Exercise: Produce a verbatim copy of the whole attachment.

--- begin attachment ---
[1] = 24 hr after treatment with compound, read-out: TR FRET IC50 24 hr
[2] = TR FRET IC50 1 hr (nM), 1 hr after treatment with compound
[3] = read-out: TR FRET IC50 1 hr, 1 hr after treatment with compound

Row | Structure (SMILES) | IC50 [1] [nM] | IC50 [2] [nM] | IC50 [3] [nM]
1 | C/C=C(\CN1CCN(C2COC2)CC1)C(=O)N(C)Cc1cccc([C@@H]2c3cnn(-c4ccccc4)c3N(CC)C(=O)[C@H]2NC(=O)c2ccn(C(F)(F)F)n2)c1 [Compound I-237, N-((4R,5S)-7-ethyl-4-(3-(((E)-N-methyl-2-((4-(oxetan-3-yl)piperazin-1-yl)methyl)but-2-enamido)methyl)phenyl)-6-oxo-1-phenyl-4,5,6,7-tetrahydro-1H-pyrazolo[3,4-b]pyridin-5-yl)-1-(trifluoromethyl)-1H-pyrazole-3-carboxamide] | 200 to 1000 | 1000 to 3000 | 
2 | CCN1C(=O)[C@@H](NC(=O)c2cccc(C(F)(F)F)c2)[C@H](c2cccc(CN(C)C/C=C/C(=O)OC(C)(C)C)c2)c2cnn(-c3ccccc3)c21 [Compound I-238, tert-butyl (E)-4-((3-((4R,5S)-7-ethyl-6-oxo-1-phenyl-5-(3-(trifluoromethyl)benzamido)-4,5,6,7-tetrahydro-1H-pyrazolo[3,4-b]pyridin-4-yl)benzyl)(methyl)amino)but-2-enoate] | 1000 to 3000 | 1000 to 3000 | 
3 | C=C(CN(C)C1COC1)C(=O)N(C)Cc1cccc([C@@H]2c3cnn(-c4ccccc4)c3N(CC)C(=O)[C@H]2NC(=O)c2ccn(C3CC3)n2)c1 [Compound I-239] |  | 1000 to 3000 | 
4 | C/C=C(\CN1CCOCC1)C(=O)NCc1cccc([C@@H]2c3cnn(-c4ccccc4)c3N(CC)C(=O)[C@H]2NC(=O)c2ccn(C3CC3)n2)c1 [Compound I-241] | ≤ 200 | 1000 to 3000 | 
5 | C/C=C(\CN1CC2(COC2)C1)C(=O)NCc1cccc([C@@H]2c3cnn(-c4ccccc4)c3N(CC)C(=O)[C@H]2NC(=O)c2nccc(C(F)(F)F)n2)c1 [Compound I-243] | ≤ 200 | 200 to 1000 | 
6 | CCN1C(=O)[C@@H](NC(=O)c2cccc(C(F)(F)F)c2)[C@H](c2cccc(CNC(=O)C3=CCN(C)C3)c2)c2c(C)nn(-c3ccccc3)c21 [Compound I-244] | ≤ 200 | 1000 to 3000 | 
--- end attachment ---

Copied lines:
[1] = 24 hr after treatment with compound, read-out: TR FRET IC50 24 hr
[2] = TR FRET IC50 1 hr (nM), 1 hr after treatment with compound
[3] = read-out: TR FRET IC50 1 hr, 1 hr after treatment with compound

Row | Structure (SMILES) | IC50 [1] [nM] | IC50 [2] [nM] | IC50 [3] [nM]
1 | C/C=C(\CN1CCN(C2COC2)CC1)C(=O)N(C)Cc1cccc([C@@H]2c3cnn(-c4ccccc4)c3N(CC)C(=O)[C@H]2NC(=O)c2ccn(C(F)(F)F)n2)c1 [Compound I-237, N-((4R,5S)-7-ethyl-4-(3-(((E)-N-methyl-2-((4-(oxetan-3-yl)piperazin-1-yl)methyl)but-2-enamido)methyl)phenyl)-6-oxo-1-phenyl-4,5,6,7-tetrahydro-1H-pyrazolo[3,4-b]pyridin-5-yl)-1-(trifluoromethyl)-1H-pyrazole-3-carboxamide] | 200 to 1000 | 1000 to 3000 | 
2 | CCN1C(=O)[C@@H](NC(=O)c2cccc(C(F)(F)F)c2)[C@H](c2cccc(CN(C)C/C=C/C(=O)OC(C)(C)C)c2)c2cnn(-c3ccccc3)c21 [Compound I-238, tert-butyl (E)-4-((3-((4R,5S)-7-ethyl-6-oxo-1-phenyl-5-(3-(trifluoromethyl)benzamido)-4,5,6,7-tetrahydro-1H-pyrazolo[3,4-b]pyridin-4-yl)benzyl)(methyl)amino)but-2-enoate] | 1000 to 3000 | 1000 to 3000 | 
3 | C=C(CN(C)C1COC1)C(=O)N(C)Cc1cccc([C@@H]2c3cnn(-c4ccccc4)c3N(CC)C(=O)[C@H]2NC(=O)c2ccn(C3CC3)n2)c1 [Compound I-239] |  | 1000 to 3000 | 
4 | C/C=C(\CN1CCOCC1)C(=O)NCc1cccc([C@@H]2c3cnn(-c4ccccc4)c3N(CC)C(=O)[C@H]2NC(=O)c2ccn(C3CC3)n2)c1 [Compound I-241] | ≤ 200 | 1000 to 3000 | 
5 | C/C=C(\CN1CC2(COC2)C1)C(=O)NCc1cccc([C@@H]2c3cnn(-c4ccccc4)c3N(CC)C(=O)[C@H]2NC(=O)c2nccc(C(F)(F)F)n2)c1 [Compound I-243] | ≤ 200 | 200 to 1000 | 
6 | CCN1C(=O)[C@@H](NC(=O)c2cccc(C(F)(F)F)c2)[C@H](c2cccc(CNC(=O)C3=CCN(C)C3)c2)c2c(C)nn(-c3ccccc3)c21 [Compound I-244] | ≤ 200 | 1000 to 3000 | 